Education Support Workers give CUPE strong strike mandate
The Canadian Union of Public Employees, which represents education support workers in Ontario, has the mandate to strike from 96.5 per cent of its members.
The union released the results of a provincewide vote Monday morning.
About 82 per cent of CUPE’s 55,000 members cast a ballot in the vote, which started on September 23 and wrapped up on Sunday.
CUPE represents school office staff, custodians, early childhood educators and educational assistants, the lowest paid education workers in Ontario. On average, they make $39,000 annually, 70 per cent are women, and more than half work an extra job to make ends meet.
The union asked for an 11.7 per cent wage increase, about $3.25 more an hour. The province offered a two per cent increase for those who make more than $40,000 an hour and 1.25 per cent more for all other members.
CUPE argues its members have already taken an 11 per cent pay cut between 2012 and last year and said a report published by the Financial Accountability Office indicated they could lose another 11.3 per cent.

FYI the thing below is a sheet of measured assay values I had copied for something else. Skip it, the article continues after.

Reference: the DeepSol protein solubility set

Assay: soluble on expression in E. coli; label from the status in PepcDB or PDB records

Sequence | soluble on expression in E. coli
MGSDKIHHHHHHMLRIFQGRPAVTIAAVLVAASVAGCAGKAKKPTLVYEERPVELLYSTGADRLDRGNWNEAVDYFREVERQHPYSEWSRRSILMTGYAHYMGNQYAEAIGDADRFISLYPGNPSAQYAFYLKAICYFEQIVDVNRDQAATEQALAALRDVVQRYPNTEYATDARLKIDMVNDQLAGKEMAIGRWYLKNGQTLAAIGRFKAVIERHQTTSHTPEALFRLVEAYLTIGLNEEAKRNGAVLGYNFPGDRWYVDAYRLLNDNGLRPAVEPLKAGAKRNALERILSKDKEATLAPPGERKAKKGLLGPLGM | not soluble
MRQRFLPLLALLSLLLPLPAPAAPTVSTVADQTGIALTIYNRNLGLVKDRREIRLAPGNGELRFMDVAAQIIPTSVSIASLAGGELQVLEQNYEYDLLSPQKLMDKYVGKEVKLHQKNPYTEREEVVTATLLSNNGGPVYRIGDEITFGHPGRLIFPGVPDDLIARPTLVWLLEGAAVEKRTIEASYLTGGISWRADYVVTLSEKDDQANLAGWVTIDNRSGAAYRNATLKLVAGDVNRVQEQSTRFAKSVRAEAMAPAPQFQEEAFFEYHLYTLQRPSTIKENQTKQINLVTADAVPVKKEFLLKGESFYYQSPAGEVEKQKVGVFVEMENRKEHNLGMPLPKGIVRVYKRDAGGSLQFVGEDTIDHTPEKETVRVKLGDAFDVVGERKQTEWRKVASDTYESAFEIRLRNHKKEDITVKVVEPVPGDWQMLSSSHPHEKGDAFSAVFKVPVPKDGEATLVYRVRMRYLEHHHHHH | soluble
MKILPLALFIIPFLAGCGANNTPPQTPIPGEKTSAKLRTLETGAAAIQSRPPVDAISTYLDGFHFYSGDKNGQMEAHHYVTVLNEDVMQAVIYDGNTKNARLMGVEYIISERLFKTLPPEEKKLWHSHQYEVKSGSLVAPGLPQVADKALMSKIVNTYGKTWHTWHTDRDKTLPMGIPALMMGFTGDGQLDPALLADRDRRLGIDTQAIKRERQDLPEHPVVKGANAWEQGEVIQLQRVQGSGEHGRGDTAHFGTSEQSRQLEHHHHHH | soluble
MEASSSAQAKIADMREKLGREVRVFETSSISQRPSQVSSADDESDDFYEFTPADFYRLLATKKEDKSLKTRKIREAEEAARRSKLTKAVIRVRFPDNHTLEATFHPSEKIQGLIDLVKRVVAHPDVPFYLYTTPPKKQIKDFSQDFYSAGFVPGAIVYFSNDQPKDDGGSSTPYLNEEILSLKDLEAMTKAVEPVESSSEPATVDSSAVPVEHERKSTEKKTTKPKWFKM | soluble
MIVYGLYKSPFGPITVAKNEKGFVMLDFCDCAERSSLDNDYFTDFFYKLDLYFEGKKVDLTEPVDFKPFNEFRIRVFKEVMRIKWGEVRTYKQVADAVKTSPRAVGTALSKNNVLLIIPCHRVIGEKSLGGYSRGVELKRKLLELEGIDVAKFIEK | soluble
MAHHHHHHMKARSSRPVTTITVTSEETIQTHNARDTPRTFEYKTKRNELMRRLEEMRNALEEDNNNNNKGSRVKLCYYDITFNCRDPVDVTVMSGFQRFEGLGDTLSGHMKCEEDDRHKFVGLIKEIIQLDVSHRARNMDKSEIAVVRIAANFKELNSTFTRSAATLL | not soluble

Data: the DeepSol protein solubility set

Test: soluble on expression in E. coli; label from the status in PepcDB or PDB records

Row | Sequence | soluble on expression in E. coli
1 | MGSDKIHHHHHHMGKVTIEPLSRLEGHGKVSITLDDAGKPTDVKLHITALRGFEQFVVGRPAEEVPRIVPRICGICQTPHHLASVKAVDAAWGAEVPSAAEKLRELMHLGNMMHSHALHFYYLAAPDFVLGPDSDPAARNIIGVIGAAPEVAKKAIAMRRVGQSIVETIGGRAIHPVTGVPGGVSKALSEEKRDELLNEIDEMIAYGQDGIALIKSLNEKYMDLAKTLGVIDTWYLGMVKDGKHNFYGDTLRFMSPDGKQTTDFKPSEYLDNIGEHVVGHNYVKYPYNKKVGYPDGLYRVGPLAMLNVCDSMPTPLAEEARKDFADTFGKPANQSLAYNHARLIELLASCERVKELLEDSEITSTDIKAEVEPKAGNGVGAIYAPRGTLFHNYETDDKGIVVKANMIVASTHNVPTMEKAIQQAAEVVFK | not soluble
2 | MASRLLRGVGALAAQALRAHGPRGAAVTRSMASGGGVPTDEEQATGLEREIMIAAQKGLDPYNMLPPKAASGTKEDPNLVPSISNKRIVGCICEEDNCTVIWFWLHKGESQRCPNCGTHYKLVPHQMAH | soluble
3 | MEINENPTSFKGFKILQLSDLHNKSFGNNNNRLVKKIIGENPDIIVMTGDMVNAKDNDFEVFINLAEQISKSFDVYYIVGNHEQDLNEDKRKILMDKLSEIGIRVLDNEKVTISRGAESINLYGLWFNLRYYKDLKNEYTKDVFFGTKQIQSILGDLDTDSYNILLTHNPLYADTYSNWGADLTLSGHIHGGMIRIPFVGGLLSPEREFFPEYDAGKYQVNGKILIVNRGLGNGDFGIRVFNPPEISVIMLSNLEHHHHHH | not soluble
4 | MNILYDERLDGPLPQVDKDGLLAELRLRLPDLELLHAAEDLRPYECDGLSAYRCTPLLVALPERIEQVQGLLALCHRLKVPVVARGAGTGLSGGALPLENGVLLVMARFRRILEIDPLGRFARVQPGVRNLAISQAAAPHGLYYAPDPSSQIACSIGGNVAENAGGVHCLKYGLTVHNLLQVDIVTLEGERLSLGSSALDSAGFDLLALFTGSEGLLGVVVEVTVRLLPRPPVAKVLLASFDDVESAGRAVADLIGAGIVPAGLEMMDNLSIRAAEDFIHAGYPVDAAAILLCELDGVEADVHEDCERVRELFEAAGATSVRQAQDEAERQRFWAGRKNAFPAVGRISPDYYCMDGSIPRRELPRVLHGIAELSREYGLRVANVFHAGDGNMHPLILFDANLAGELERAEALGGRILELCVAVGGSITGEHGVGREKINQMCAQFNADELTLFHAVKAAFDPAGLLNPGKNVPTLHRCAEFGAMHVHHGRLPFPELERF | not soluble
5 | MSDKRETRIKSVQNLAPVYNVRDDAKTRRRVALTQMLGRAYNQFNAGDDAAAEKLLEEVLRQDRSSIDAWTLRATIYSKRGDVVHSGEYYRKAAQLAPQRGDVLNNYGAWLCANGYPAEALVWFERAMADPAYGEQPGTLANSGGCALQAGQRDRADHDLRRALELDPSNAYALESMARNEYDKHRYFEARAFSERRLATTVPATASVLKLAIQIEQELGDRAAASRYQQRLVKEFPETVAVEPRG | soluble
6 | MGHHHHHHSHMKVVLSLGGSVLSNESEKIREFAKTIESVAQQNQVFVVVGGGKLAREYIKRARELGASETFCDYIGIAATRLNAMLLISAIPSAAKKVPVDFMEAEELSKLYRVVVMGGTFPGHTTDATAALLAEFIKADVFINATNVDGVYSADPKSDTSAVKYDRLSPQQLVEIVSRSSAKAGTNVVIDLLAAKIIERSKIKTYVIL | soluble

“My coworkers and I voted ‘yes’ because we will not accept another pay cut,” said Laura Walton, an educational assistant and president of CUPE’s Ontario School Boards Council of Unions. “Everyone knows the Ford government can do so much better for students and workers.”
The union also demands more frontline workers in Ontario schools, saying it would ensure all students get the support they need in the classroom.
Bargaining between CUPE and the provincial government resumes on Thursday, October 17, and Friday, October 18.
In 2019, the government and the union reached a deal at the eleventh hour to avoid a strike, but other teachers’ unions held a series of rotating walkouts until they reached tentative agreements in the spring of 2020.
The five largest teachers’ unions are still in contract talks with the province after their contracts expired at the end of August.